The scientist father of a teenage girl and boy accidentally shrinks his and two other neighborhood teens to the size of insects. Now the teens must fight diminutive dangers as the father searches for them.
While visiting the Earth at Night, a group of alien botanists is discovered and disturbed by an approaching human task force. Because of the more than hasty take-off, one of the visitors is left behind. The little alien finds himself all alone on a very strange planet. Fortunately, the extra-terrestrial soon finds a friend and emotional companion in 10-year-old Elliot, who discovered him looking for food in his family's garden shed. While E.T. slowly gets acquainted with Elliot's brother Michael, his sister Gertie as well as with Earth customs, members of the task force work day and night to track down the whereabouts of Earth's first visitor from Outer Space. The wish to go home again is strong in E.T., and after being able to communicate with Elliot and the others, E.T. starts building an improvised device to send a message home for his folks to come and pick him up. But before long, E.T. gets seriously sick, and because of his special connection to Elliot, the young boy suffers, ... Written by
Julian Reischl <firstname.lastname@example.org>
The end of the film was one of the most significant musical experiences for composer John Williams. After several attempts were made to match the score to the film, Steven Spielberg took the film off the screen and encouraged Williams to conduct the orchestra the way he would at a concert. He did, and Spielberg slightly re-edited the film to match the music, which is unusual since normally the music would be edited to match the film. The result was Williams winning the 1982 Academy Award for Best Original Score. See more »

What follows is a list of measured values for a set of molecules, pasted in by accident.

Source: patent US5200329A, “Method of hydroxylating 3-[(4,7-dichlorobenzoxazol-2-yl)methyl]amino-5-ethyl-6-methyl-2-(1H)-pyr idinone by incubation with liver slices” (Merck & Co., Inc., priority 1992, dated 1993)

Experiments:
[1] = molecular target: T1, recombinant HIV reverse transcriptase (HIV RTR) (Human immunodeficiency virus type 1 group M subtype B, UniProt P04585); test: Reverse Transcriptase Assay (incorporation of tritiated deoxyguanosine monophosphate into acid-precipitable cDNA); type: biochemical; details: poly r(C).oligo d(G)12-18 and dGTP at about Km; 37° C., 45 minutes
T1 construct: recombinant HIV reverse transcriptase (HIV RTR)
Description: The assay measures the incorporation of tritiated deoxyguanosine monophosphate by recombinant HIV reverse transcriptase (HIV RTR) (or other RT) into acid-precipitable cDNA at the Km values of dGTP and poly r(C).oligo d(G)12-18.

When Elliot thinks E.T. is dying, and is talking to him through the window of the box, the towel that is wrapped around Elliot keeps changing position - sometimes it is wrapped tightly around his neck, and other times it reveals a bit of his left side. See more »
The first time I saw E.T was at the age of 12 and I cried. Really cried. Six years later, I still cry at it. The ability of this film to pull emotions out of you is unlike most films we see today.
As many of the users have said, this is a film made for children and it achieves this brilliantly.
I do feel as well that it targets adults, returnign them to their innocence. The time of our lives when mothing was impossible and everything had goodness in it. In modern times it is all too often seen that children are desperate to become adults and lose their innocence far too quickly. This story in which S.S developed helps adults to return to that time.
I would give this film 11/10. Anyone who feels that it is not heart warming and emotional, I think have been watching a totally different film!!!!!
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